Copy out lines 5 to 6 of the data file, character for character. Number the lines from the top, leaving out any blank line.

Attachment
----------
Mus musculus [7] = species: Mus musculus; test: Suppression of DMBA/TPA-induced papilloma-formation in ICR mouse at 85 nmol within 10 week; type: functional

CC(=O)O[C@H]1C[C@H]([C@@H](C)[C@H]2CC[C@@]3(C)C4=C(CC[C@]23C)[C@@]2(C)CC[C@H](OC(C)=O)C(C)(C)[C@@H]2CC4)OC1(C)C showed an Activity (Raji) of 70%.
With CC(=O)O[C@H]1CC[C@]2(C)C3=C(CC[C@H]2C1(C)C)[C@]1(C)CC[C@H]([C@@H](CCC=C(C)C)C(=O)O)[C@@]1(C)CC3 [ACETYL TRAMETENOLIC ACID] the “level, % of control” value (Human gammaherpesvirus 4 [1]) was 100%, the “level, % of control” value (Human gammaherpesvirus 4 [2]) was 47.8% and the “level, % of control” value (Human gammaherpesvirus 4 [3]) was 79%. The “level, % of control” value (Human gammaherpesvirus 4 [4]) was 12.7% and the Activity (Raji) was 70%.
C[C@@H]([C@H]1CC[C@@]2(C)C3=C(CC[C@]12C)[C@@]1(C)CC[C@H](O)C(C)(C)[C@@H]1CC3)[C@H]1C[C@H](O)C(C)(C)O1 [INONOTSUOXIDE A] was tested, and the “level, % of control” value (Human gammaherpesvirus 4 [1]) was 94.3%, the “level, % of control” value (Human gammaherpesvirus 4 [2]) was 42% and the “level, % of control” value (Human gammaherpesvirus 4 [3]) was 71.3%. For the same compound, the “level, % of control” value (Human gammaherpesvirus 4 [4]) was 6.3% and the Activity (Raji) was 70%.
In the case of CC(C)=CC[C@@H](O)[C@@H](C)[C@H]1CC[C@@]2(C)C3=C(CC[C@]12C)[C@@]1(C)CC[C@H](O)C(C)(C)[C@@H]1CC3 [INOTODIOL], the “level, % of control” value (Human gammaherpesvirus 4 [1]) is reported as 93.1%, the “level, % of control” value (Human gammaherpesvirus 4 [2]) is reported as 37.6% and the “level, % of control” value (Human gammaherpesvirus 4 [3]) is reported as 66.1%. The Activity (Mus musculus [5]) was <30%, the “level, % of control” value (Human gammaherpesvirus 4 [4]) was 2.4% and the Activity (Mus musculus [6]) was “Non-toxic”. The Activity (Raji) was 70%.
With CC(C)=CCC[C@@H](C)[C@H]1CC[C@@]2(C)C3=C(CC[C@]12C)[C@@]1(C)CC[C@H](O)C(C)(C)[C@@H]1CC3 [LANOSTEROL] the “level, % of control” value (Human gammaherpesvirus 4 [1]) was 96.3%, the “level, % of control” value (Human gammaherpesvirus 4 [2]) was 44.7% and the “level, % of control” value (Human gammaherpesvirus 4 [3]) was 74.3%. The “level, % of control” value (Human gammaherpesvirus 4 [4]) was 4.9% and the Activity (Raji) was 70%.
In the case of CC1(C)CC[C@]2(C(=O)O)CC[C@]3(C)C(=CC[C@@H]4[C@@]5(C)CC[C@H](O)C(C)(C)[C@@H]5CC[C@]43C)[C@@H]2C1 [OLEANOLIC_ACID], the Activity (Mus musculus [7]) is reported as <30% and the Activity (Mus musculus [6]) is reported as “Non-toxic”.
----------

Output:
In the case of CC(C)=CC[C@@H](O)[C@@H](C)[C@H]1CC[C@@]2(C)C3=C(CC[C@]12C)[C@@]1(C)CC[C@H](O)C(C)(C)[C@@H]1CC3 [INOTODIOL], the “level, % of control” value (Human gammaherpesvirus 4 [1]) is reported as 93.1%, the “level, % of control” value (Human gammaherpesvirus 4 [2]) is reported as 37.6% and the “level, % of control” value (Human gammaherpesvirus 4 [3]) is reported as 66.1%. The Activity (Mus musculus [5]) was <30%, the “level, % of control” value (Human gammaherpesvirus 4 [4]) was 2.4% and the Activity (Mus musculus [6]) was “Non-toxic”. The Activity (Raji) was 70%.
With CC(C)=CCC[C@@H](C)[C@H]1CC[C@@]2(C)C3=C(CC[C@]12C)[C@@]1(C)CC[C@H](O)C(C)(C)[C@@H]1CC3 [LANOSTEROL] the “level, % of control” value (Human gammaherpesvirus 4 [1]) was 96.3%, the “level, % of control” value (Human gammaherpesvirus 4 [2]) was 44.7% and the “level, % of control” value (Human gammaherpesvirus 4 [3]) was 74.3%. The “level, % of control” value (Human gammaherpesvirus 4 [4]) was 4.9% and the Activity (Raji) was 70%.